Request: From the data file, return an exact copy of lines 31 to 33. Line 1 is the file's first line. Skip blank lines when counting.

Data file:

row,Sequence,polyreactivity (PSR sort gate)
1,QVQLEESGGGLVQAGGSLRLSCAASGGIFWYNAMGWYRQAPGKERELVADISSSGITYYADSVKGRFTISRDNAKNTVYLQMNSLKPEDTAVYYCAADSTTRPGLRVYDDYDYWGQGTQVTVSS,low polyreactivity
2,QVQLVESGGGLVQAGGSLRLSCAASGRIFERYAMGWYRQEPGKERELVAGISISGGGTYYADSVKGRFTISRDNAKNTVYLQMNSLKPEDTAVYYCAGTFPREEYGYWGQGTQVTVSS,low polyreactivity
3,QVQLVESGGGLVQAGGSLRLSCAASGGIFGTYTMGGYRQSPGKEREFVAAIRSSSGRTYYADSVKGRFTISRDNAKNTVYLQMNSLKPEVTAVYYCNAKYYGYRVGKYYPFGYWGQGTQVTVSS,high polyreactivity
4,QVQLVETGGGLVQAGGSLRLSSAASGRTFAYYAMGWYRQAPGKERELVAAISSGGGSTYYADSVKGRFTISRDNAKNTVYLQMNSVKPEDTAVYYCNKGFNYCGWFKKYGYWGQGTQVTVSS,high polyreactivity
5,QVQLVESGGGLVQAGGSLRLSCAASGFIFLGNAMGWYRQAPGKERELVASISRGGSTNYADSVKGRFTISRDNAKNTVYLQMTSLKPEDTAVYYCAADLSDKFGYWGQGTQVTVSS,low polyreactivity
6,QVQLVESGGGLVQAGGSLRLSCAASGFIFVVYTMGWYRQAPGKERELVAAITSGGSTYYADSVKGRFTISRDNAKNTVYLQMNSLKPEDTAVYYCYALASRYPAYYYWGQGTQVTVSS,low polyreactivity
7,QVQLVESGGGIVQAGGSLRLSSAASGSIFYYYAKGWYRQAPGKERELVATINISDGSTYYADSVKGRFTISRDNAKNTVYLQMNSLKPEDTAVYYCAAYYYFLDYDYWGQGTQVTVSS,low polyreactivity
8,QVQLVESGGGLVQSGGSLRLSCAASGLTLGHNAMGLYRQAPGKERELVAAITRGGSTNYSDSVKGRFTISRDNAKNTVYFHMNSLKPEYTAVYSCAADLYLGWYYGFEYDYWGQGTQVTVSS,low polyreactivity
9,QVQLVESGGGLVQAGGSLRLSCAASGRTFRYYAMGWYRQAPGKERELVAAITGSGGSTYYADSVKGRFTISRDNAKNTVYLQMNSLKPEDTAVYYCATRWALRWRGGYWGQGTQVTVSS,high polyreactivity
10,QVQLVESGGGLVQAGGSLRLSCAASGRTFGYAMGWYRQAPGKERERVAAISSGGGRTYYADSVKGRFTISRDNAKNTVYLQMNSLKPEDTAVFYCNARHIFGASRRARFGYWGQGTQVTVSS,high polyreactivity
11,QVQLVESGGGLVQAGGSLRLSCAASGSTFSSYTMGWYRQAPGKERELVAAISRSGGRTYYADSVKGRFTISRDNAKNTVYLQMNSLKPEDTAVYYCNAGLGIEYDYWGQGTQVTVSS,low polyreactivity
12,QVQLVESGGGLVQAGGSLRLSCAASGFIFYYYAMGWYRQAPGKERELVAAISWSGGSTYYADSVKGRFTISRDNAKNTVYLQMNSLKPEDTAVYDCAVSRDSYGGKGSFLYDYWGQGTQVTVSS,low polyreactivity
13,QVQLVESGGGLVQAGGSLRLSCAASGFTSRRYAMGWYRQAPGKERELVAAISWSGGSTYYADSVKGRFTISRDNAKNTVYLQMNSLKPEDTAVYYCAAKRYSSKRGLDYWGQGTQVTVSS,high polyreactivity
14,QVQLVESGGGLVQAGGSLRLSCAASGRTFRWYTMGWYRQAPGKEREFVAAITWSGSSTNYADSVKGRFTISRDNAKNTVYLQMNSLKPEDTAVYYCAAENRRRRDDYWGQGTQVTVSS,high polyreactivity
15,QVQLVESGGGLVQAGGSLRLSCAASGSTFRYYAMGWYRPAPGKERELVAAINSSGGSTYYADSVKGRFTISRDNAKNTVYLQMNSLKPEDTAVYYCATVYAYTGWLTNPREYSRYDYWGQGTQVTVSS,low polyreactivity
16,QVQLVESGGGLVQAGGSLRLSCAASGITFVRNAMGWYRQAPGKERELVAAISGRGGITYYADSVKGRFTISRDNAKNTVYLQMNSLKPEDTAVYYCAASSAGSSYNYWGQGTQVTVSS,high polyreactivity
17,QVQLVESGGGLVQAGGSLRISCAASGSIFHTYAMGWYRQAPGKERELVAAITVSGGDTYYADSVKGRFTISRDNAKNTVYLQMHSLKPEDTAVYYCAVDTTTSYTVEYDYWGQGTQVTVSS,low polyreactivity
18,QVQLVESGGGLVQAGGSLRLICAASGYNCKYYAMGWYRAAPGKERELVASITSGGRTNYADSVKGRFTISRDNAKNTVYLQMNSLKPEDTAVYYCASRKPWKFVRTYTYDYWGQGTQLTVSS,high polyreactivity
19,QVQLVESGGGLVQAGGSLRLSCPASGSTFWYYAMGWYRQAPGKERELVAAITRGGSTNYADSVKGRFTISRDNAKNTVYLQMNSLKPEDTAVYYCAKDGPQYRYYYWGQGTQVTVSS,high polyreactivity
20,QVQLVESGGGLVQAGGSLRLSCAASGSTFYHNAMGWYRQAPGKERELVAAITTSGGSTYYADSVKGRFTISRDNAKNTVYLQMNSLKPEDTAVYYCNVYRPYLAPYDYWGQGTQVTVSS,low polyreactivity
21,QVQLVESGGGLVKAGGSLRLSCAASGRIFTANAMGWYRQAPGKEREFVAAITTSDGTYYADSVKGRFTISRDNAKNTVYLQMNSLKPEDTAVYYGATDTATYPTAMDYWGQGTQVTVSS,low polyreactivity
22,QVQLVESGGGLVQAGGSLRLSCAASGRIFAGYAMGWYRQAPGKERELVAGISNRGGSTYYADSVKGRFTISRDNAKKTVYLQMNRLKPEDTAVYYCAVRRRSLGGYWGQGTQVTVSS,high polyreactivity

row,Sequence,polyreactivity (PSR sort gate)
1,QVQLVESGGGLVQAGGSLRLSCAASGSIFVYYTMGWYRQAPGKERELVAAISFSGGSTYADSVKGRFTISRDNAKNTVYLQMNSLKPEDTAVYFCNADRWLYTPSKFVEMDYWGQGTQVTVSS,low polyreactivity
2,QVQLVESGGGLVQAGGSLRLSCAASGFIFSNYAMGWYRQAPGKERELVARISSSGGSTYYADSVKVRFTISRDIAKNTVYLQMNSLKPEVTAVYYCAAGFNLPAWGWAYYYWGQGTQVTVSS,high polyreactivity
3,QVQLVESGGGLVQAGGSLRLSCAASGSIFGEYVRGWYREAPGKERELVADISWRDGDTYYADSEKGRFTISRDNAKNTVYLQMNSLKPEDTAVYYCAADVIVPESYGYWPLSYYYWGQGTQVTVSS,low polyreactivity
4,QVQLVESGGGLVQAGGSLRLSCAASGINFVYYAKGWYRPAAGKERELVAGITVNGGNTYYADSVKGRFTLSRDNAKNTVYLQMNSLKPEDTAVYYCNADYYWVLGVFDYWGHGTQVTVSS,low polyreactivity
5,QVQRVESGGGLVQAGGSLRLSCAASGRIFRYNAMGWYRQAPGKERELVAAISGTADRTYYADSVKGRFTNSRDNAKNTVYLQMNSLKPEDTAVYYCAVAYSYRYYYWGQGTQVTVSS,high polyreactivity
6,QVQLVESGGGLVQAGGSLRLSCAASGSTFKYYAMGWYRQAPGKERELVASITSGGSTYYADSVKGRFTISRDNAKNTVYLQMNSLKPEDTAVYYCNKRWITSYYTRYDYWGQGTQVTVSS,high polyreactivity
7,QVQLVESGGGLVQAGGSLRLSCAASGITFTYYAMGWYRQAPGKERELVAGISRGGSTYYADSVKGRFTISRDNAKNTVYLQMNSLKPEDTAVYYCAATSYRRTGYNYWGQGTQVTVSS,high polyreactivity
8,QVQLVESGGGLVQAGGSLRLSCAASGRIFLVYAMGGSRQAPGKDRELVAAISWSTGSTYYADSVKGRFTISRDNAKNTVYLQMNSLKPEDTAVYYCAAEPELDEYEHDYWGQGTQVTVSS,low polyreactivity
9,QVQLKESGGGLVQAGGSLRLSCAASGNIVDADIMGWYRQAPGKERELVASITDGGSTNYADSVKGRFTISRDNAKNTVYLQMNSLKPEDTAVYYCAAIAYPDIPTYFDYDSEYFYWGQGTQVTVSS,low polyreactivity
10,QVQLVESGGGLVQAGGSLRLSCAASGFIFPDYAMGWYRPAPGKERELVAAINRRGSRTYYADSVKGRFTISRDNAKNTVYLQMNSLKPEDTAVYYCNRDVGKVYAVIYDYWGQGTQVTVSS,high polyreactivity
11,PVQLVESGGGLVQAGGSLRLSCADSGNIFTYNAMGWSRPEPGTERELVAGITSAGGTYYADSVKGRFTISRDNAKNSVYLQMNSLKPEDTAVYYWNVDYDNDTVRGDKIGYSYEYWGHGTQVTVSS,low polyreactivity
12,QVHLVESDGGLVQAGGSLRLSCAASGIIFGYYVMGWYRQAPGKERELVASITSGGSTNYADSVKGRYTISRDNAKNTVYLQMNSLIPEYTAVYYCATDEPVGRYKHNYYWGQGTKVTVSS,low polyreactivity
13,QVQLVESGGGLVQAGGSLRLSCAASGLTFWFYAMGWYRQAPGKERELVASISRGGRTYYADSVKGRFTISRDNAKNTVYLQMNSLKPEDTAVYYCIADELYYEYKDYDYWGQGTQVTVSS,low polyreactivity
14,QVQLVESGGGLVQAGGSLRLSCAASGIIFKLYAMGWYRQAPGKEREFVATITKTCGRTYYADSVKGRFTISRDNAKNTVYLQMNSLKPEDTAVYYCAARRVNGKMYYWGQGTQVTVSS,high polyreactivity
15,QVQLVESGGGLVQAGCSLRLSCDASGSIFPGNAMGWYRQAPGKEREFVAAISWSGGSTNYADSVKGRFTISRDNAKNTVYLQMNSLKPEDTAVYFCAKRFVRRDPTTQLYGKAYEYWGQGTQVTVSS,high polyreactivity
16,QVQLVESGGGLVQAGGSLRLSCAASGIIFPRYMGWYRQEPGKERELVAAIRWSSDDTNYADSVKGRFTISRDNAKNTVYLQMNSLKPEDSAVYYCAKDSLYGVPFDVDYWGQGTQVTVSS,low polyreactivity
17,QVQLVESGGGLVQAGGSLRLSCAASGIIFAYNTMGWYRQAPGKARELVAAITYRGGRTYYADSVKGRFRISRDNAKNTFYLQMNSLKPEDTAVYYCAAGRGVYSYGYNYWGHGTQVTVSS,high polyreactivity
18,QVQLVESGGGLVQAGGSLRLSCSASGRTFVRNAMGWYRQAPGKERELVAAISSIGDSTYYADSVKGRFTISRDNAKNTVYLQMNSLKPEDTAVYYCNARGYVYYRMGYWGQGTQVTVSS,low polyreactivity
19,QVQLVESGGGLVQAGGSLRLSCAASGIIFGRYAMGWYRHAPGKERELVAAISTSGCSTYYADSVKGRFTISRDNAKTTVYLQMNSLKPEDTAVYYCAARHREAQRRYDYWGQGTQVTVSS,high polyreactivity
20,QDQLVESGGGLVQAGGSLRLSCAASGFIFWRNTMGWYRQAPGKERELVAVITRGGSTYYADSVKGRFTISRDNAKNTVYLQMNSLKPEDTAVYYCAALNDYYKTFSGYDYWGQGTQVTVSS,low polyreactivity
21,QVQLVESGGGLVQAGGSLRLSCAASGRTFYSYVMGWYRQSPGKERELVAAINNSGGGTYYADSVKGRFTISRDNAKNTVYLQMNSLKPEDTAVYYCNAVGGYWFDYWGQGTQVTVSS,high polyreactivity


7,QVQLVESGGGLVQAGGSLRLSCAASGITFTYYAMGWYRQAPGKERELVAGISRGGSTYYADSVKGRFTISRDNAKNTVYLQMNSLKPEDTAVYYCAATSYRRTGYNYWGQGTQVTVSS,high polyreactivity
8,QVQLVESGGGLVQAGGSLRLSCAASGRIFLVYAMGGSRQAPGKDRELVAAISWSTGSTYYADSVKGRFTISRDNAKNTVYLQMNSLKPEDTAVYYCAAEPELDEYEHDYWGQGTQVTVSS,low polyreactivity
9,QVQLKESGGGLVQAGGSLRLSCAASGNIVDADIMGWYRQAPGKERELVASITDGGSTNYADSVKGRFTISRDNAKNTVYLQMNSLKPEDTAVYYCAAIAYPDIPTYFDYDSEYFYWGQGTQVTVSS,low polyreactivity